Shakespeare and Company
Anyone fascinated with Hemingway—or any other early modernist English author—should take a trip to Shakespeare and Company, a historic bookstore near the Seine on Paris' Left Bank.
Started by American expat Sylvia Beach in 1919, the bookstore served as the center for English speaking writers and publishers in post-WWI Paris. Hemingway mentions the shop in his Paris memoir A Moveable Feast, writing, "In those days there was no money to buy books. I borrowed books from the rental library of Shakespeare & Company, which was the library and bookstore of Sylvia Beach at 12 rue de l'Odeon. On a cold windswept street, this was a warm, cheerful place with a big stove in winter, tables and shelves of books, new books in the window, and photographs on the wall of famous writers both dead and living."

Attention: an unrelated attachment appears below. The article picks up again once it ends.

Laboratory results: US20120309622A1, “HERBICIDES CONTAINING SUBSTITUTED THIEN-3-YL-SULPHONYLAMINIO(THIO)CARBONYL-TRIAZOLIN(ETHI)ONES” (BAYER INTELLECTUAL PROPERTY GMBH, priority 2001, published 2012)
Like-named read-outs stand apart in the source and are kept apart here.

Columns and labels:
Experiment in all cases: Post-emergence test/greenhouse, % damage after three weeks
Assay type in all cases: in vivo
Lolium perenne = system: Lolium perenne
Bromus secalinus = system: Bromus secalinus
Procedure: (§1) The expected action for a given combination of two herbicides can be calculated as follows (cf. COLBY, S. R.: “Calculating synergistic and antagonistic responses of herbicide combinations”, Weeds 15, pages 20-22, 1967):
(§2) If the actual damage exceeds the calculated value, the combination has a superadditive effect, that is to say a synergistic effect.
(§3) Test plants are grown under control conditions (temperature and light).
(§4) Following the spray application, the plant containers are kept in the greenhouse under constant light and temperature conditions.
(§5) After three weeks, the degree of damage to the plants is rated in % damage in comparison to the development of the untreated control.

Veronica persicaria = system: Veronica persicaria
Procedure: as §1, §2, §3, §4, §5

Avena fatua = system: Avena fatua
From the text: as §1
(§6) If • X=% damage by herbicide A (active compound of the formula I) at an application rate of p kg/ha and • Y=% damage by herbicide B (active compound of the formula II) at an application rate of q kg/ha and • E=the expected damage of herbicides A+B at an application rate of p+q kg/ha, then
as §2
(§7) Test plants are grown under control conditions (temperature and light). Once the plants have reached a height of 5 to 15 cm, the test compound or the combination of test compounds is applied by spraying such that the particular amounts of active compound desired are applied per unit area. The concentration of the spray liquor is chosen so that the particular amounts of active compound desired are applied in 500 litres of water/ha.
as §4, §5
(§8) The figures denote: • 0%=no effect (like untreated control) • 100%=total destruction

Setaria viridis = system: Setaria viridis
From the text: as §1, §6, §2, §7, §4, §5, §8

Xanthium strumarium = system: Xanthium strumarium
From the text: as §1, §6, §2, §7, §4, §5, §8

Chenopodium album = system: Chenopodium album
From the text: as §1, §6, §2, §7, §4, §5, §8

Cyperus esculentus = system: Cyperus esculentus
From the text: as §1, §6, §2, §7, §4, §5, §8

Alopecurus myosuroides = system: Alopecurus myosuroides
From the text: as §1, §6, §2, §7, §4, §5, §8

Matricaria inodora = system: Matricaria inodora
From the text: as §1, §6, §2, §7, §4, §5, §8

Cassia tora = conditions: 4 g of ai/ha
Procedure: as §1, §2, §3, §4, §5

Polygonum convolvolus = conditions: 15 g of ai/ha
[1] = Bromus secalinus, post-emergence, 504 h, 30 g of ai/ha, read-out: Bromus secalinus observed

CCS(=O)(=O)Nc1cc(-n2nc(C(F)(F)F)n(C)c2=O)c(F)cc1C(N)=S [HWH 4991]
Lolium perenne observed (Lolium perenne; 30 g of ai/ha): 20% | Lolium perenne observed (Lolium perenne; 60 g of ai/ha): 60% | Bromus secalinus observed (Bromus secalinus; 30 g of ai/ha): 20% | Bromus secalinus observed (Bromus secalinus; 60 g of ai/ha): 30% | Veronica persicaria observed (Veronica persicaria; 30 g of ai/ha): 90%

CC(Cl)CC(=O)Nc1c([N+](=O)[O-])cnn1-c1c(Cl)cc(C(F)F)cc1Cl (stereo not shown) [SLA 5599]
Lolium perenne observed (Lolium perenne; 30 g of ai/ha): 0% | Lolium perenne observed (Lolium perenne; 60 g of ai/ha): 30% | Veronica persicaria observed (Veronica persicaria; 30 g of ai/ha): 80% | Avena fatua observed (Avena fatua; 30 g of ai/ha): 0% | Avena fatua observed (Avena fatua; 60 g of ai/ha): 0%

Shakespeare and Company was also the first place to publish James Joyce's classic, Ulysses. The original shop closed in 1940, but a second location (the one you can visit today) opened in 1951. The only connection between the two stores, sadly, is the name, but the new location still pays homage to the literary tradition that the original shop once fostered.
Shakespeare and Company: 37 rue de la Bûcherie; +33-(0)1 43 25 40 93.